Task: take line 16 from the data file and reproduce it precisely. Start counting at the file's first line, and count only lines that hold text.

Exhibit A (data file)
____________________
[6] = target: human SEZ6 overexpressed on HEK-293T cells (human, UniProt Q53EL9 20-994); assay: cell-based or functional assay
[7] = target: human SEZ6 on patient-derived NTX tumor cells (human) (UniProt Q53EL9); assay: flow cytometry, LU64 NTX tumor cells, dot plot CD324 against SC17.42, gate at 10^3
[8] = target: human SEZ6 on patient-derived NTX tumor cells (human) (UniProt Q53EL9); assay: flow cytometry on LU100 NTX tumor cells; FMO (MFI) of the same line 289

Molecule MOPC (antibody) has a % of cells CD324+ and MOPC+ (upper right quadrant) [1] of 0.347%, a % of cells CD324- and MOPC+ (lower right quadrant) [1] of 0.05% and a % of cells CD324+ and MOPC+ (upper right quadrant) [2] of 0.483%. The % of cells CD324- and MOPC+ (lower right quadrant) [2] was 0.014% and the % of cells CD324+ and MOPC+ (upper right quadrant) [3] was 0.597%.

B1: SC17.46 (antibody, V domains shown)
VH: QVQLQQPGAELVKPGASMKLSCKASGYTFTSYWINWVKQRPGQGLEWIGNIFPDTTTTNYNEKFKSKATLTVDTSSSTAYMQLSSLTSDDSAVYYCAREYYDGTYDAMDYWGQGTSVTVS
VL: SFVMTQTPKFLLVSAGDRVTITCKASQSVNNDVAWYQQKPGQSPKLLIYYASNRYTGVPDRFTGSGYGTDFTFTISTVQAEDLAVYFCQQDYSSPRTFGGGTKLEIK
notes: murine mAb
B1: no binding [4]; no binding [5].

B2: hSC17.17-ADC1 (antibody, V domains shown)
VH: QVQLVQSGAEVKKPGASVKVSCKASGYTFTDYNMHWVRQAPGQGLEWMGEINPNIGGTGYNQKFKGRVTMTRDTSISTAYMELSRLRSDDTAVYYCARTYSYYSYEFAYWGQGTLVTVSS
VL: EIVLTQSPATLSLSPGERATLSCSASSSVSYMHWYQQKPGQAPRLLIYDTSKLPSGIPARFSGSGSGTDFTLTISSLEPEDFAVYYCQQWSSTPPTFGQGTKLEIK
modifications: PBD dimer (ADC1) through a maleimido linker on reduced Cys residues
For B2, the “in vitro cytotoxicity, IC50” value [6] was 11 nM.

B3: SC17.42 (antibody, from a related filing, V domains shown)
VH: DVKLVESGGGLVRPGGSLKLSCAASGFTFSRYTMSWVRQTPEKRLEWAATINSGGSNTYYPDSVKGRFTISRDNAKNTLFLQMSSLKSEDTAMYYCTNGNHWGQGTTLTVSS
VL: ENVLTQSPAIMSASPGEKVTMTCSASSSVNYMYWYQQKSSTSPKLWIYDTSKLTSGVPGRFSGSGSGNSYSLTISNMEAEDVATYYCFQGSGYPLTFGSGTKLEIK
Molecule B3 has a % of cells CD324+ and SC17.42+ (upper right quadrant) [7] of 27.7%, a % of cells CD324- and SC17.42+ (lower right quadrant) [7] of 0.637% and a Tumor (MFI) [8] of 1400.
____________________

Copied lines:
VH: DVKLVESGGGLVRPGGSLKLSCAASGFTFSRYTMSWVRQTPEKRLEWAATINSGGSNTYYPDSVKGRFTISRDNAKNTLFLQMSSLKSEDTAMYYCTNGNHWGQGTTLTVSS